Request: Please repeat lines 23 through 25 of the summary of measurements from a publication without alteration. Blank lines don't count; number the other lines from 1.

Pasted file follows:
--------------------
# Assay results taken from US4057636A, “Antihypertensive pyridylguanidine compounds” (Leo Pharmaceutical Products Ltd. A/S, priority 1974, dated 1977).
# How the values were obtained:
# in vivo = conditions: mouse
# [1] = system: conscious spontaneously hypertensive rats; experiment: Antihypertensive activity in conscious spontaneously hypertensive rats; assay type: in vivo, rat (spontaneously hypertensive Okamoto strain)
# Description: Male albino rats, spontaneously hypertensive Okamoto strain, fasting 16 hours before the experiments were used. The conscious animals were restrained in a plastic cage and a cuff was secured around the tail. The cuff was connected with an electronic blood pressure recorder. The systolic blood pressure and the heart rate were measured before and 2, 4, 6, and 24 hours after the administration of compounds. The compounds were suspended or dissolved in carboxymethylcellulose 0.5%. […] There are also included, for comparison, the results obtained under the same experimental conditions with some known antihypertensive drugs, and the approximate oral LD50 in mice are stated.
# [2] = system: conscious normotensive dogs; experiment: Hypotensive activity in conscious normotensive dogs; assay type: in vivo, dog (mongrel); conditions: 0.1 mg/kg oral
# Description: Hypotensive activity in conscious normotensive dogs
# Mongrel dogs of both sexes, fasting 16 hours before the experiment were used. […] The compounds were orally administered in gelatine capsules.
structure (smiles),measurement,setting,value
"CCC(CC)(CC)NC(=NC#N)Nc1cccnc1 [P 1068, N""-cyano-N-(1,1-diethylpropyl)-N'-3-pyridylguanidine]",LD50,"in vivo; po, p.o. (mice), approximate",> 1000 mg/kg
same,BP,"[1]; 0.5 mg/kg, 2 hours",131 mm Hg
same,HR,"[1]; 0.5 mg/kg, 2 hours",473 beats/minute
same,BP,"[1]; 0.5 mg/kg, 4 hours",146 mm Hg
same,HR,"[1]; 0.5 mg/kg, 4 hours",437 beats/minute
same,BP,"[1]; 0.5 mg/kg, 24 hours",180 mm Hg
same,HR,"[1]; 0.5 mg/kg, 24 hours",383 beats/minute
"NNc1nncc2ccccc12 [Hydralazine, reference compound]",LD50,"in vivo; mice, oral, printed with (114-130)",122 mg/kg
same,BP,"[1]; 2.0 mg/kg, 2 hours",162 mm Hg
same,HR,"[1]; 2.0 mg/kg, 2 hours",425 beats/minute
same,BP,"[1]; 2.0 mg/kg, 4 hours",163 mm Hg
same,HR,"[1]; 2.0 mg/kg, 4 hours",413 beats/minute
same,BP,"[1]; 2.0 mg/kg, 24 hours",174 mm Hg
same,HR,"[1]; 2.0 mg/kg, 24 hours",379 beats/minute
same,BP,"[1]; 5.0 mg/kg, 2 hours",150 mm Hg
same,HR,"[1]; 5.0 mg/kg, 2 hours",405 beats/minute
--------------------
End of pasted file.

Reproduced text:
same,HR,"[1]; 2.0 mg/kg, 24 hours",379 beats/minute
same,BP,"[1]; 5.0 mg/kg, 2 hours",150 mm Hg
same,HR,"[1]; 5.0 mg/kg, 2 hours",405 beats/minute